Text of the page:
Monday, February 22, 2016

Building the Candle Holder Rack

The actual candle holder rack for the offering luminary table posed a problem for me because I wasn't unsure how I wanted to approach it. I knew I wanted it to be a stepped up rack with different levels, but what it would really look like escaped me.

My well thought out plan of attack

So as I often do, with the barest of ideas in my head, I plunged forward on building something. Had I successfully performed the brazing the other day I might have made it out of more of the aluminum square stock I have on hand. But again, because my skills in this area are sorely lack, and I plan on having live fire burning in the candle holders, I didn't want to have to worry about the joints failing, the candles falling, and the haunt going up in a blaze of fire.So instead, I made it out of wood.

I took some rough measurements of what I thought would be a good size for the candle holder rack and then started trimming some MDF plywood down to size. I wanted it to have a somewhat light and airy appearance, yet also be sturdy enough to hold dozens of candles, so I used 3/4" square pieces, which would ultimately be held together by shelf planks that I would cut holes into.

The next design consideration was how many candles to add to a shelf. My limitations were the spacing between the 3/4" cross members. and the length of the shelf. Because I chose to have three shelves for the most interest, and with the shelves being a bit under 4" wide, that meant the opening that was available to me was around 1-1/2" or so. While I initially thought that would be undersized, I think it will work well in the end.

I laid out the spacing of the holes so that it gave me 9 openings per shelf. I chose that number for a reason.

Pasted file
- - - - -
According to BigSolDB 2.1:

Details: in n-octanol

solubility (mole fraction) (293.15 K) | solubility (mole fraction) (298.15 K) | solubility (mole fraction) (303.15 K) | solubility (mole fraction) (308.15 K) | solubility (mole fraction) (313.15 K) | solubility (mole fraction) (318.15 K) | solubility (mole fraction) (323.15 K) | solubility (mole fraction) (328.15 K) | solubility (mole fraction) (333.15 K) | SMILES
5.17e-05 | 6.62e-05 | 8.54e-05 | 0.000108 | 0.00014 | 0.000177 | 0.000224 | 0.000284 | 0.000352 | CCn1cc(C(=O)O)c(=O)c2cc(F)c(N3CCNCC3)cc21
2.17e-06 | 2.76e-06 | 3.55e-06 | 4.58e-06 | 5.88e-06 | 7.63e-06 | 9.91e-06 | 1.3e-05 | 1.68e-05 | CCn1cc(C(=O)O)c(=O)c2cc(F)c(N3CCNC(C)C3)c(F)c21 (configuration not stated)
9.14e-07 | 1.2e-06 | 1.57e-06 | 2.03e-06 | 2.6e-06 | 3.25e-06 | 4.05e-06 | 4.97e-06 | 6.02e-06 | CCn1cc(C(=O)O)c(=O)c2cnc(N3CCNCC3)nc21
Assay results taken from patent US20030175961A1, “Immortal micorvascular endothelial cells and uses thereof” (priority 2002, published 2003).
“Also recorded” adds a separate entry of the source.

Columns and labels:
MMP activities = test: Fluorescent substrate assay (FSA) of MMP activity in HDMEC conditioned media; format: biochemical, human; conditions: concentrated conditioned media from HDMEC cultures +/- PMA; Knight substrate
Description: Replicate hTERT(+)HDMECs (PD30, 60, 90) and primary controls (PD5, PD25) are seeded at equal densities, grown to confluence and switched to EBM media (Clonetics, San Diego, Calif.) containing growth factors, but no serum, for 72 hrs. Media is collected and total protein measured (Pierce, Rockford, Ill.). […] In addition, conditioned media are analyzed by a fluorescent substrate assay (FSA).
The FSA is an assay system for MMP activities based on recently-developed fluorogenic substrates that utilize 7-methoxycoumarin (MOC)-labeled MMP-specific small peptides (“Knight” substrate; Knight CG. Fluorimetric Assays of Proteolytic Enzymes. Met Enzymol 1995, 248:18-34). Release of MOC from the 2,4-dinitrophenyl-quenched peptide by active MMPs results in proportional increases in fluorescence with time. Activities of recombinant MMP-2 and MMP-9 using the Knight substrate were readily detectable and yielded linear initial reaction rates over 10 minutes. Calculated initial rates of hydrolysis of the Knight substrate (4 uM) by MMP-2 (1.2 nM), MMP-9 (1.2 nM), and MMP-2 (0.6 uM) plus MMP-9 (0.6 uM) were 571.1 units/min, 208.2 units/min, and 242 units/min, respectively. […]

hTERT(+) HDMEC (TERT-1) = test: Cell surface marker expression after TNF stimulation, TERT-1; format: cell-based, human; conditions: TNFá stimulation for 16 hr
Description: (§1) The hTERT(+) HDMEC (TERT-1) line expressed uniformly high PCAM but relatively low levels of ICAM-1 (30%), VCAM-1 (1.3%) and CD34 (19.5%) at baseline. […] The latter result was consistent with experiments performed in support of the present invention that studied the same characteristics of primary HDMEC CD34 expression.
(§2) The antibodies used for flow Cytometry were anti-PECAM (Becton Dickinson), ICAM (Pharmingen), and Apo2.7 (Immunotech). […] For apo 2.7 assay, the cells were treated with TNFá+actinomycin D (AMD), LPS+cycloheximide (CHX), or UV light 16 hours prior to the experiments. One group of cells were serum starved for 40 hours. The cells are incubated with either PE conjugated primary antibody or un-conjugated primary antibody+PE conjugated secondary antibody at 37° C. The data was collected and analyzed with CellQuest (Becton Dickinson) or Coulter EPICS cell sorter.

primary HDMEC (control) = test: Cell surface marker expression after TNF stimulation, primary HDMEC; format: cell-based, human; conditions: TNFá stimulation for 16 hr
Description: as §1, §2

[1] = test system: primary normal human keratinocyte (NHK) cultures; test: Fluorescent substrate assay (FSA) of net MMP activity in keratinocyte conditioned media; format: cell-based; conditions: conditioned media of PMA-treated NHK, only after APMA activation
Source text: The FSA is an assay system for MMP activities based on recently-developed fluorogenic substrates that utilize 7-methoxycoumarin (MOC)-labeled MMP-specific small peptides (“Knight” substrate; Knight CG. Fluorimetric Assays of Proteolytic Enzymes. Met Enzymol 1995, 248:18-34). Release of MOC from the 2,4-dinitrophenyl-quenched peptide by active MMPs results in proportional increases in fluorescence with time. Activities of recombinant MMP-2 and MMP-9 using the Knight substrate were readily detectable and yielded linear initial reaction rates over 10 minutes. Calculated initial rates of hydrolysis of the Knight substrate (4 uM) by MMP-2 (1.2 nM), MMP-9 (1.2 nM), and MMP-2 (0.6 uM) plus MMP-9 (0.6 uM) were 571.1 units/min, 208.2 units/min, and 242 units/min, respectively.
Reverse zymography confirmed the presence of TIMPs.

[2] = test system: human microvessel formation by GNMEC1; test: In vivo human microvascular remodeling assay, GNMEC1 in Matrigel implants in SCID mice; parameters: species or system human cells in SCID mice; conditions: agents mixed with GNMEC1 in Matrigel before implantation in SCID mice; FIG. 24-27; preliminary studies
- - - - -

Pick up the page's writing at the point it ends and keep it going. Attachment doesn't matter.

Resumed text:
In religious theology, numbers carry significance. Three, for example, the number of shelves on the candle rack, of course represents the trinity: the father, son, and holy spirit. Nine, however, also has significance as it represents divine completeness: Christ died at the ninth hour; according to Leviticus, the Day of Atonement (Yom Kippur) begins at sunset on the 9th day of the seventh Hebrew month; nine people in the Bible have leprosy; and nine people are stoned to death.

Of course, 3 shelves of 9 candles each gives use 27 candles: John the Baptist's 30th birthday was reputed to be on March 27, 27 A.D.; Mormon leader Brigham Young had 27 wives (what was he thinking?!?!?); Genesis 1:27 is God creating man in his own image; Matthew 27 is Jesus's crucifixion and resurrection; etc.

It's just one of those minor details that no one will ever pick up on but I want to add in. I recall reading once that there's a scene in Disney's Haunt Mansion where there's a book, maybe a dictionary, opened to the letter G, for ghost. The book is actually far away from where any tourist can actually see it, so it's a detail without purpose, other than Disney's penchant for completeness and depth.

I'm nowhere near willing to go to that level with everything, but where I can I think it adds a fun element to the haunt, even if no one else is in on the joke.

But back to building the candle rack: I measured out the spacing of the openings and used a Forstner bit to drill them out, then attached the shelves to framework and gave it two coats of black spray paint. But MDF plywood soaks up paint without a primer, so I'm going to need tout an additional coat on. I was using spray paint but I think I'll put the final coat on in regular acrylic because it will get the best coverage. I also want to add some wood trim to the face of the rack to hide the plywood edge. 

I'm going to hit up a dollar store to see if they have small tea light candle holders, preferably red, that will fit the holes, and I want to fashion a crucifix out of some flat steel stock I have to give it an added touch. But other than that, I think this candle offering luminary is complete. 


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